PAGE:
The 2011 census has shown a large increase in foreign-born residents and a decrease in the amount of Christians in England and Wales.
Here are the key figures from the Office for National Statistics:
- Most residents in England and Wales belonged to the white ethnic group - 86 per cent, 48.2 million - in 2011.
- In London, 45 per cent (3.7 million) out of 8.2 million usual residents were classed as white British.
- The amount of Polish-born residents in England and Wales has significantly increased since 2001, as the table below shows:
- Two million households with at least two people had partners or household members of different ethnic groups in 2011 - a three per cent increase.
- Four per cent of households have no one who spoke English as their main language.
- The number of people who stated that their religion was Christianity in 2011 was less than in 2001. Christians decreased to 59 per cent (33.2 million) in 2011 from 72 per cent (37.3 million) in 2001.
- The amount of people who said they had no religious affiliation increased from 15 per cent (7.7 million) in 2001 to 25 per cent (14.1 million) in 2011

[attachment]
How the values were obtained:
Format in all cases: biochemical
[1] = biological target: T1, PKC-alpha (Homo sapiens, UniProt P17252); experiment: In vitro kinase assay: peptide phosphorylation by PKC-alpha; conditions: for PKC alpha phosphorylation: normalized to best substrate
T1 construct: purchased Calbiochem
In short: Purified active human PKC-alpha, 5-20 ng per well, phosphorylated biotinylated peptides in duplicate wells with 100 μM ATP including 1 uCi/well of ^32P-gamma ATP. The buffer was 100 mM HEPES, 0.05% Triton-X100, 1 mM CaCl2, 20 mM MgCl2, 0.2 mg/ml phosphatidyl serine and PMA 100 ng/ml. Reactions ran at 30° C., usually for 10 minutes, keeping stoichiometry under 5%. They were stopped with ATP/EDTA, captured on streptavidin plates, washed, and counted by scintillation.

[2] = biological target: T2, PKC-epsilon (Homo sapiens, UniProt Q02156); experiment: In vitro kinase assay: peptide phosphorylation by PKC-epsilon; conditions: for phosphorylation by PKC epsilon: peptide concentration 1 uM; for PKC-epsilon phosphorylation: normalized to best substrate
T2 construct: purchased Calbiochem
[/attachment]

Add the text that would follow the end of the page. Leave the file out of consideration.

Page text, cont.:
- The population in March 2011 was 56.1 million - a seven per cent increase (3.7 million) since 2001.
- Foreign-born residents living in England and Wales increased from 4.6 million in 2001 to 7.5 million in 2011.
- One in six people were aged 65 or over (16 per cent, 9.2 million).
- Sixty-four per cent (14.9 million) of households owned their own home in 2011.
- Home ownership increased by 4 per cent since 2001.
- People that rent from a private landlord or letting agency increased from 1.9 million to 3.6 million.
- The number of cars and vans available for use by households increased from 23.9 million to 27.3 million between 2001 and 2011.
- In 2001, there were on average 11 cars per 10 households. In 2011, there were 12 cars per 10 households.
- London was the only region where the number of cars and vans was lower than the number of households.
- Ten per cent or 5.8 million people provided unpaid care for someone with an illness or disability.
- Over a third (37 per cent, 2.1 million) of these people were giving 20 or more hours care a week.